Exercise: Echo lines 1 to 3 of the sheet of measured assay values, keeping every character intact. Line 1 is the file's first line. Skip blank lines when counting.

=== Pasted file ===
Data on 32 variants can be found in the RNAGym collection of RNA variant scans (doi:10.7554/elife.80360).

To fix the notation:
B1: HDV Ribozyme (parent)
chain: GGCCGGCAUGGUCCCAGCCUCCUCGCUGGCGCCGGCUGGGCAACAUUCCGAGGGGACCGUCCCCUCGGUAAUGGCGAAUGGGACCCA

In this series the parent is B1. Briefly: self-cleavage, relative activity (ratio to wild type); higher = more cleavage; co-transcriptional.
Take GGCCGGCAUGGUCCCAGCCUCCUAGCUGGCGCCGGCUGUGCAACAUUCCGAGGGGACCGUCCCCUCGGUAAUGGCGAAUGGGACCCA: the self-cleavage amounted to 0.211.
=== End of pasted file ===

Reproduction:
Data on 32 variants can be found in the RNAGym collection of RNA variant scans (doi:10.7554/elife.80360).

To fix the notation:
B1: HDV Ribozyme (parent)